Thursday, May 19, 2011
ORNL in the News

Neutrons provide first sub-nanoscale snapshots of Huntington's disease protein

(EurekAlert) Researchers at the Department of Energy's Oak Ridge National Laboratory and the University of Tennessee have for the first time successfully characterized the earliest structural formation of the disease type of the protein that causes Huntington's disease. The incurable, hereditary neurological disorder is always fatal and affects one in 10,000 Americans...5/18









Interview with Thom Mason

(WBIR News) [Video] Interview with Thom Mason...5/18

Ice to head materials research division at ORNL

(Knoxville News Sentinel) Gene Ice has been named the director of the Materials Science and Technology Division at Oak Ridge National Laboratory. Michelle Buchanan, the associate lab director for physical sciences, made the announcement today...5/18

National Lab Produces Highly Efficient Waste Heat Generators

(Daily Tech) The scientists at ORNL estimate that billions of dollars is lost every year in waste heat from electronic devices like central processing units (CPUs).  Server farms spend millions a year to simply cool down their fields of racked computers.  Waste heat is also a major source of energy loss in automobiles. To that end, a team led by Scott Hunter has developed [press release] tiny piezoelectric generators that use a tiny cantilever, approximately 1 mm^2 in size...5/17

East Tennessee

Oak Ridge well represented at energy summit

(Oak Ridger) Though the 2011 Tennessee Valley Corridor National Summit boasted headliners such as Congressmen Chuck Fleischmann and Scott DesJarlais, recently retired Department of Energy Oak Ridge Operations manager Gerald Boyd was the man of the hour during Monday's TVC luncheon...5/18

State & Regional

NRC to review Browns Ferry nuclear performance

(Knoxville News Sentinel) Nuclear Regulatory Commission officials will discuss the 2010 performance of TVA’s Browns Ferry Nuclear Plant on May 31 in Athens, Ala...5/18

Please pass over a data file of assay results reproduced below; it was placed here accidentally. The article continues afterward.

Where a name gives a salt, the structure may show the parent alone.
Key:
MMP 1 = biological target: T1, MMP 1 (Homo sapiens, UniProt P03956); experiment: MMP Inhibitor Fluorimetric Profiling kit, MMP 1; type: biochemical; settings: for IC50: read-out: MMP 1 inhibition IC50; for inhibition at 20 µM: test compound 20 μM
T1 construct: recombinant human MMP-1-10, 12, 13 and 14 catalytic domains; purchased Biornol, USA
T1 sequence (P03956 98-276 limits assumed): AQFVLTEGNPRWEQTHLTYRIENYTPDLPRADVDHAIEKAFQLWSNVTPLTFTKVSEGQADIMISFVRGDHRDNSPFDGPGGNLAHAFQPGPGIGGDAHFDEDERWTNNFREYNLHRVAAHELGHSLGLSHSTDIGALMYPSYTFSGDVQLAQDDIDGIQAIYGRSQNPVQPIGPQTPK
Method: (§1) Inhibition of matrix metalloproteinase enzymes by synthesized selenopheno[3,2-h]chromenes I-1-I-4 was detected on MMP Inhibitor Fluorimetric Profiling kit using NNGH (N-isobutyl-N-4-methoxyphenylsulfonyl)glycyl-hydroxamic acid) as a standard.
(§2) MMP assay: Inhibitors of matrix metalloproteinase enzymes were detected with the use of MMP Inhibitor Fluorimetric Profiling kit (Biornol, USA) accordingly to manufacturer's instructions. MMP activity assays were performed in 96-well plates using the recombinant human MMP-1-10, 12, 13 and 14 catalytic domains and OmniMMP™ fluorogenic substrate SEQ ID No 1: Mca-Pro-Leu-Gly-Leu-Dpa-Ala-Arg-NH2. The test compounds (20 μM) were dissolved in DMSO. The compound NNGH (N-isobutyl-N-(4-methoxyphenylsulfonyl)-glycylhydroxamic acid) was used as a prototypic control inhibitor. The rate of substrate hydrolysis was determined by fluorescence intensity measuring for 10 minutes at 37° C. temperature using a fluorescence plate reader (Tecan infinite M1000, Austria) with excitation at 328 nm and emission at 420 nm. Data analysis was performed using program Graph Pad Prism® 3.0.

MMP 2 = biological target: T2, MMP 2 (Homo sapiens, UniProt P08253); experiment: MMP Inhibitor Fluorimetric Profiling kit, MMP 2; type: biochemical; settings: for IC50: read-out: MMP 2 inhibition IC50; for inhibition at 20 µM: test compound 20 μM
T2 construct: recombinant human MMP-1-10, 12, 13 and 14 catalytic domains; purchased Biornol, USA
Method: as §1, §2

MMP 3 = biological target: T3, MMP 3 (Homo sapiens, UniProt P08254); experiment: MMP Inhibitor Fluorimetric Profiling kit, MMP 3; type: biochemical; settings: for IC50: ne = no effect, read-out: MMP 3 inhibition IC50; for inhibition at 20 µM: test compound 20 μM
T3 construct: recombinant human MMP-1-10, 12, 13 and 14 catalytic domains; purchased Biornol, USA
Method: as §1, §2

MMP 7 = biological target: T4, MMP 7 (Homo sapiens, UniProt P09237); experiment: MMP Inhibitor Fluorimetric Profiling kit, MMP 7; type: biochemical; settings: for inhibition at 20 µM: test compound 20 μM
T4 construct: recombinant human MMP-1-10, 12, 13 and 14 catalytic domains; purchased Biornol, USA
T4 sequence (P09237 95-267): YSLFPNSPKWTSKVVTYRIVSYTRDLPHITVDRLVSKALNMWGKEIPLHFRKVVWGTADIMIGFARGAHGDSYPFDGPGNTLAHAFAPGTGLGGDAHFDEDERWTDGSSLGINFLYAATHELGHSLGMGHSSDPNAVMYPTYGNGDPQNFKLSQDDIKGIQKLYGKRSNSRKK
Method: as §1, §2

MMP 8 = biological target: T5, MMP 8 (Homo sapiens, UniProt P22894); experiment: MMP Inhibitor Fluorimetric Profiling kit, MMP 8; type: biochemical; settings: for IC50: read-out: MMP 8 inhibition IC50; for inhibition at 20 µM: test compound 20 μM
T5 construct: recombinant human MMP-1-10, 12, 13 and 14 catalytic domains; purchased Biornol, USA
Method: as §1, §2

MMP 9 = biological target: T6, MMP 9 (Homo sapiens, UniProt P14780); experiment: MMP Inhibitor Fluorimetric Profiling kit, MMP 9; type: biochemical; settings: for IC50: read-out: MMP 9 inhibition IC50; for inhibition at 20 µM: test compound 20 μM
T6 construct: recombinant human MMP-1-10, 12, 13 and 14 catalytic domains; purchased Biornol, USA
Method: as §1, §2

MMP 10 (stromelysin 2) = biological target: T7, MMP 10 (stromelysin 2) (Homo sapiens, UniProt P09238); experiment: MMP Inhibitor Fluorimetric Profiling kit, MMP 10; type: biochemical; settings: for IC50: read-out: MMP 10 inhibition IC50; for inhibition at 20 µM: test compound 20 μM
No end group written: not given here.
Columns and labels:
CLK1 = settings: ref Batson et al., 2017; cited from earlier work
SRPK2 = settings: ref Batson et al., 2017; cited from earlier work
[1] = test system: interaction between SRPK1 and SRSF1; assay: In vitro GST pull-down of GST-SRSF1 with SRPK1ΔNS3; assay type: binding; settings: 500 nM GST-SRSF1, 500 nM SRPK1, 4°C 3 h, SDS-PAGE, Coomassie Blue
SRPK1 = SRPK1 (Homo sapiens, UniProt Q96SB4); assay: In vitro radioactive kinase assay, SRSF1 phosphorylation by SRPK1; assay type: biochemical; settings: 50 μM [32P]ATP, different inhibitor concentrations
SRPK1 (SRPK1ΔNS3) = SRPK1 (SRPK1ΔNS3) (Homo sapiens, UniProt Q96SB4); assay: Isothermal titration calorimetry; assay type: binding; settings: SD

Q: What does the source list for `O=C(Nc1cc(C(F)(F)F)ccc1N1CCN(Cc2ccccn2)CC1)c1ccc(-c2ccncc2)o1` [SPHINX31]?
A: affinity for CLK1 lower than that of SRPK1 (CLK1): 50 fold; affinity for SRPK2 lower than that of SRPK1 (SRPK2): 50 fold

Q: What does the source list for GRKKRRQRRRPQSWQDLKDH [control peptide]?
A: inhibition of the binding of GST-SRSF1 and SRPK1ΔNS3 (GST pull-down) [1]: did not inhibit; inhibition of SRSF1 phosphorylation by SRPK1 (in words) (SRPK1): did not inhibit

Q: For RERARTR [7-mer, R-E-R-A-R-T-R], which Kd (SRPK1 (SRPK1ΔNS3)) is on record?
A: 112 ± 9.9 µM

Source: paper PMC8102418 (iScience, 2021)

Gates: No evidence 'yet' about who in Pakistan knew bin Laden was there

(USA Today) 'Somebody' in Pakistan knew Osama bin Laden's whereabouts, Defense Secretary Robert Gates said Wednesday. But he seemed to absolve 'senior leadership' and warned Congress against cutting US aid...5/18

Life span of U.S. nuclear weapons will increase under plan

(Washington Post) A new, 10-year strategic plan for the U.S. nuclear weapons complex demonstrates that as the size of the arsenal shrinks because of a new arms control treaty with Russia, the effectiveness and life span of the United States’s weapons will increase...5/18

How foreigners will buy the U.S.

(CNN) Think we're in hock up to our eyeballs now? Wait till 2025. That's the message behind a World Bank report this week that imagines what the global economy will look like in a decade and a half...5/18

energy & science policy

Energy: America's top climate cop

(Nature News) The United States has abandoned comprehensive greenhouse-gas curbs, but California is pressing ahead. Mary Nichols is leading the fight against emissions...5/18

Bernanke on “Promoting Research and Development: The Government’s Role”

(AIP) On Monday, Federal Reserve Board Chairman Ben Bernanke delivered the keynote address at a two-day conference entitled “New Building Blocks for Jobs and Economic Growth: Intangible Assets as Sources of Increased Productivity and Enterprise Value.”...5/18

Senate Rejects Republican Bill on Exploration for Oil and Gas

(NY Times) With Democrats citing last year’s oil spill in the Gulf of Mexico as a cautionary tale, the Senate on Wednesday decisively rejected a Republican plan to allow more coastal oil and gas exploration and to speed the issuance of drilling permits to oil companies...5/19

Inside Energy Extra

5/18 A daily report on U.S. energy policy
[ORNL users only]
- DOE budget faces difficult decisions
- Senate bill to expand drilling fails
- Murkowski queries FERC on EPA rules
- Flush hydro prompts BPA wind curbs

science & technology

New Satellite Will Measure Ocean Circulation

(Scientific American) The Aquarius instrument will measure the ocean's salinity in a bid to better understand the global water cycle--and climate change...5/18

Rogue Planets: Billions of Jupiters on the Loose in the Milky Way

(Time) ...a team of astronomers is reporting the discovery of ten objects roughly the size of Jupiter that seem to be on the loose, roaming the galaxy untethered to any star...5/18

Should We Keep Last Smallpox Viruses Alive? US Says Yes, For Defense Purposes

(Popular Science) The U.N. health agency may have decided way back in 1996 that the remaining stores of live smallpox virus--kept in facilities in Atlanta and Russia--be destroyed, but the virus has remained alive so researchers can examine it, creating vaccines and other cures...5/18

Other Stories

In the Land of Gutenberg, Germans Face Their Digital Future

(The Atlantic) Experts say that German newspapers and magazines are beginning to face the same predicament as their American counterpart...5/18